Dave Zirin: I think political junkies – who aren't sports fans - should at minimum skim the sports page. They might be surprised how many stories have political juice in them. This can then provide a bridge to talk with sports junkies that reject politics (a much greater group).
BuzzFlash: BuzzFlash's readers are quite attuned to progressive talk radio and are familiar with right-wing radio talkers like Rush Limbaugh. What's happening on sports talk radio programs?
Dave Zirin: Of course it depends on the show, but often times what you have here is a place of fiery debate. Granted, it's debate about whether X quarterback should be starting, or Y point guard should be released, but sports radio has become one of the last publicly sanctioned places where a person can cut loose and really rail about something.
Overwhelmingly, the voices are male, and the debate very sports-centric. But when the topics turn political (about racism, gender, steroids, stadium funding) it can be far more dynamic than anything in the segregated world of political talk.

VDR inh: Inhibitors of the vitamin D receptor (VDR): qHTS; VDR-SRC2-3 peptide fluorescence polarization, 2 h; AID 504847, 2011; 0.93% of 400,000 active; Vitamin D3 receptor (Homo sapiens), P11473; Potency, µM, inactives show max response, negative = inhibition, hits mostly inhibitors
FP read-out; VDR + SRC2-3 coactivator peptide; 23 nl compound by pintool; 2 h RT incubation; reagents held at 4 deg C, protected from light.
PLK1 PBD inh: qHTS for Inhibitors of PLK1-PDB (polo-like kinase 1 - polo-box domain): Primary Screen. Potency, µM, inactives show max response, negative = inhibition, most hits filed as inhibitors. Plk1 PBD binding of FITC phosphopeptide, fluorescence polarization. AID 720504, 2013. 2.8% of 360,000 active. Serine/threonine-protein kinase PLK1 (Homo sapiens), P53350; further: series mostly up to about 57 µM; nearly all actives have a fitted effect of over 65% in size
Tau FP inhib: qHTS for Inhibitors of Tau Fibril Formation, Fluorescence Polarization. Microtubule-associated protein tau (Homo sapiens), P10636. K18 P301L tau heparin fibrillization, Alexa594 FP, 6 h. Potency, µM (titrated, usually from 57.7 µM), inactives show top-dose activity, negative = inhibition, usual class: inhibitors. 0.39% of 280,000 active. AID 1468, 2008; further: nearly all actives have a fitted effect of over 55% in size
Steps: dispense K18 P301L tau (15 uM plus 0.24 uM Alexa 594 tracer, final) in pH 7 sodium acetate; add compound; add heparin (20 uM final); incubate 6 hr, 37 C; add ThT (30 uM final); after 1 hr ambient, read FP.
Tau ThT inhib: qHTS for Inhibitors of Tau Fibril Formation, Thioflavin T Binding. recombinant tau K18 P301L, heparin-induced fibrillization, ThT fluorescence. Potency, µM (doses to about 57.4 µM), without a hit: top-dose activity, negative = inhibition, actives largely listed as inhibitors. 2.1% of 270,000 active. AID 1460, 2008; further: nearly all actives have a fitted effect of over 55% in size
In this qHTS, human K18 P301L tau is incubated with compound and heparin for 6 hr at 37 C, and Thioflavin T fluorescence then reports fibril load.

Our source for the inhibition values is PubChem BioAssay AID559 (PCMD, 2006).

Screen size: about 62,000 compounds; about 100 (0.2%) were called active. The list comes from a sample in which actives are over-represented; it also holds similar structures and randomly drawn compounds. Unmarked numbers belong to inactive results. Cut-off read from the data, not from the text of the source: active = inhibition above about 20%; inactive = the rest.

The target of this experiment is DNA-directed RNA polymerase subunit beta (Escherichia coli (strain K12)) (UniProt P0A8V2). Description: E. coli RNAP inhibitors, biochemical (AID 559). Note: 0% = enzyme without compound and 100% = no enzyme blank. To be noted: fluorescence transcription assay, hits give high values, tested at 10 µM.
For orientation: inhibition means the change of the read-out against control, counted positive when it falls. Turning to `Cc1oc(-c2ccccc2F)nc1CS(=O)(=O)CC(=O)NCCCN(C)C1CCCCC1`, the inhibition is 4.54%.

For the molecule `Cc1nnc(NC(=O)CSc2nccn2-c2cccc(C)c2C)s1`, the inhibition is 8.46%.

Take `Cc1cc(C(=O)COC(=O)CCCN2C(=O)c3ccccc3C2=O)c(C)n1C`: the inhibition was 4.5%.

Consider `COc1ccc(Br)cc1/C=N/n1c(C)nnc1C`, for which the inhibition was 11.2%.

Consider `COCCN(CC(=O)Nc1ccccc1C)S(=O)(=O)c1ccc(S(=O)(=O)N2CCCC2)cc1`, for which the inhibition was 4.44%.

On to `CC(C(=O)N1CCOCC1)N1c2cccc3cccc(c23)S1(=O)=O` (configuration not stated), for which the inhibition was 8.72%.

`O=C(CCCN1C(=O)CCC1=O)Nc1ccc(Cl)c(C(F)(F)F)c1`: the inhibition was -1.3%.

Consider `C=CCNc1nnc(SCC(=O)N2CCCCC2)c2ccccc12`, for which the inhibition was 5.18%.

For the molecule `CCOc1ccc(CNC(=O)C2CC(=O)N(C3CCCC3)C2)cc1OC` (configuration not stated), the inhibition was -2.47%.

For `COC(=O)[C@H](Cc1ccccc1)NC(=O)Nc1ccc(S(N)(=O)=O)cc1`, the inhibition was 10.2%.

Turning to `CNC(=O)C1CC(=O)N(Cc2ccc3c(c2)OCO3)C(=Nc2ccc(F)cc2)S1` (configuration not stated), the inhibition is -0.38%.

BuzzFlash: Are professional sports in the US operated in the same way as professional sports in, say, Spain or Canada? Is the corporate model we see in the US replicated worldwide in soccer or Sumo wrestling?
Dave Zirin: There is no question that the corporate model of sports exists in every country, and that the US has spent considerable time and money trying to export its model. The model includes public funding of stadiums, emphasis on statistics, and emphasis on merchandise and "gear."
But there is one key aspect to US sports that has been more difficult than others: passivity. In other countries – from Europe to Africa, there is a much greater sense of ownership over the team. Owners are seen as caretakers. That is something we haven't seen in the states to this point.